Marvel’s Avengers PS4 Beta Preview Impressions – Slightly Underwhelming

    Square Enix Marvel's Avengers
    Square Enix Marvel's Avengers Key Art

    Marvel’s Avengers Beta on PS4 is out now and we had a chance to play through it. With the game nearing its September launch, the Beta provides access to the campaign prologue and a bunch of co-op/multiplayer missions. Here’s everything you can access in the closed Beta on PS4, and other platforms when the open Beta is launched:

    • A-Day Prologue
    • 2 Hero Missions
    • 5 Dropzones
    • 3 HARM Room challenges
    • 4 Warzone missions

    While the PS4 closed BETA has ended, you can look forward to playing through the same on other platforms here:

    Beta DatesPlatform
    Closed Beta (Preorders) Aug 7-9PS4
    Closed Beta (Preorders) Aug 14-16Xbox, PC
    Open Beta Aug 21-23All Platforms

    Well, with that done, what does the Avengers beta include, and what does it tell us about the final game?

    Avengers Beta – A-Day Prologue

    Marvel's Avengers gameplay
    Marvel’s Avengers gameplay

    The beta starts off with the inaugural A-Day mission from the campaign, which gives you a brief overview of the controls for each character and sets up the story. Not much has changed here since we saw the mission back during its first gameplay trailer. This extended section is a good place for a tutorial, giving us ample time to play as each Avenger for some time. The game’s rather basic control scheme is first taught here, and I have to say I’m a little underwhelmed by it. Each hero’s basic controls are the same – face buttons for melee, bumpers for hero-specific abilities, and triggers for long-range projectiles.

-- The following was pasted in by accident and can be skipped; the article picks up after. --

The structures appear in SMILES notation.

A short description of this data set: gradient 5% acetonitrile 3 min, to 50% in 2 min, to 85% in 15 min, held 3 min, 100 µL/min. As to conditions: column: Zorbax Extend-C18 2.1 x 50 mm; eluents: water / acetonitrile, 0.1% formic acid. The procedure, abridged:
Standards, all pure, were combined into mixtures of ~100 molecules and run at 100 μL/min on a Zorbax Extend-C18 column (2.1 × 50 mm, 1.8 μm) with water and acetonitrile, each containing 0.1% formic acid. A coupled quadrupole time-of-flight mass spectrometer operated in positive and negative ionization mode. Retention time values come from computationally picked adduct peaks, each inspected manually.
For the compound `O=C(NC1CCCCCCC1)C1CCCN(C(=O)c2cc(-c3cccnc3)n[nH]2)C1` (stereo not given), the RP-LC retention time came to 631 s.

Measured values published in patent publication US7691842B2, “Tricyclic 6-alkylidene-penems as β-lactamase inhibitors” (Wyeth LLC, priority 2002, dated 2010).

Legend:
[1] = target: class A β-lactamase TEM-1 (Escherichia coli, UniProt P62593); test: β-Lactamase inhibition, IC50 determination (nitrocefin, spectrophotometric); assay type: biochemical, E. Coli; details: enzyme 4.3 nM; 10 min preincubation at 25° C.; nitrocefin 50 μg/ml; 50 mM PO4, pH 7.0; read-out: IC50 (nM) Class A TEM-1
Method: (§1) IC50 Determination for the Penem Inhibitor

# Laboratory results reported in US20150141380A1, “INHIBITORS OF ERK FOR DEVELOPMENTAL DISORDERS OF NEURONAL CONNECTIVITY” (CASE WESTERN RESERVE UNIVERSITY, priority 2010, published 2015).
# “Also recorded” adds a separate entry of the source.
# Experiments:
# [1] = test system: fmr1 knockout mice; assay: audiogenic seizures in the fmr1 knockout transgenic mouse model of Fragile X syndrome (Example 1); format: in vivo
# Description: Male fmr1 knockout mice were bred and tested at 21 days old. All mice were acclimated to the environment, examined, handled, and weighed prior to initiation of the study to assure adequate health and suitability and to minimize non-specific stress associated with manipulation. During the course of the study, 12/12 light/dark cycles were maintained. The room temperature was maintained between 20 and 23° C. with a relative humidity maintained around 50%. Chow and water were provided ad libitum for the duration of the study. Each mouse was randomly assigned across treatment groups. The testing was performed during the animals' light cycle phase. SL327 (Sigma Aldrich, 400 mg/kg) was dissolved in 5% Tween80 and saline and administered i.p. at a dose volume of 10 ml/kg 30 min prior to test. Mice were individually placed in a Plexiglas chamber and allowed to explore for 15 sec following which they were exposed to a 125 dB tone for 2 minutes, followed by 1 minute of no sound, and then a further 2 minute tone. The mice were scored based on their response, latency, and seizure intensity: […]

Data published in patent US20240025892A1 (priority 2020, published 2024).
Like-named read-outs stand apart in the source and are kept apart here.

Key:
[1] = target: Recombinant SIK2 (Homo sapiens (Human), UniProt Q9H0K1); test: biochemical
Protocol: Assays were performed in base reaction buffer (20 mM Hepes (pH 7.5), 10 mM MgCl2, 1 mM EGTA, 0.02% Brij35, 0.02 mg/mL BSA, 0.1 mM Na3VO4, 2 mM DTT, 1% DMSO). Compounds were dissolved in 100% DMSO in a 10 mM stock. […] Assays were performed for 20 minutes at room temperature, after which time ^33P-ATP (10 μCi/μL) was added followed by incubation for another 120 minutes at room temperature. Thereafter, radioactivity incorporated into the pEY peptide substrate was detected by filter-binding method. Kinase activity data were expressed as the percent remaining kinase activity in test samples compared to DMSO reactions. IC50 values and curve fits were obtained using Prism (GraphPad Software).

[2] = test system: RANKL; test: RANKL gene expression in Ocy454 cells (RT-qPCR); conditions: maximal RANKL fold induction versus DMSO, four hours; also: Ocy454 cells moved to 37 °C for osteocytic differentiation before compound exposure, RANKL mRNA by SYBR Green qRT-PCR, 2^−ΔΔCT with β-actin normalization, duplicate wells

The gameplay here feels just as button-mashy as it looked in the trailers. We start off with Thor, who plays quite similar to, if not on the same level, as Kratos from God of War (2018). Thor’s Mjolnir feels like a discount version of Kratos’ Leviathan axe. His punches feel solid though, and you really feel the power that a Norse God should command in battle. From there, we switch over other characters for about 5-10 minutes each, where we get to see what unique abilities each of them present.

    Iron Man plays best in the air, using his repulsor blasts to take down enemies from afar. You can still engage in melee combat on the ground, but it doesn’t feel nearly as good as it does when in the air. We then switch over to Captain America for a brief period, and his combat is much more refined. Using his shield as both an offensive and defensive weapon feels great, and I have to mention the great finisher animations that we get for the character. He feels just right when in combat, with his power level matching what we should expect from the guy. It makes sense that Captain America might struggle with 5 human enemies on the spot since he isn’t a thunder-wielding Norse God. That’s where some might struggle with suspending their disbelief, which I’ll get to below.

    Black Widow also plays surprisingly well, much more that I had imagined. Her moveset is quite diverse, where you can engage in good long-distance combat with her pistols and great melee combat. We get to play her during a boss-battle with Taskmaster, which was my favorite moment from the entire beta. And then we come to the Hulk, who was my least favorite of all. He’s a brute, who isn’t necessarily agile, and offers the least amount of variety in combat. At times, playing the Hulk reminded me of the ill-fated Incredible Hulk game that came out more than a decade ago.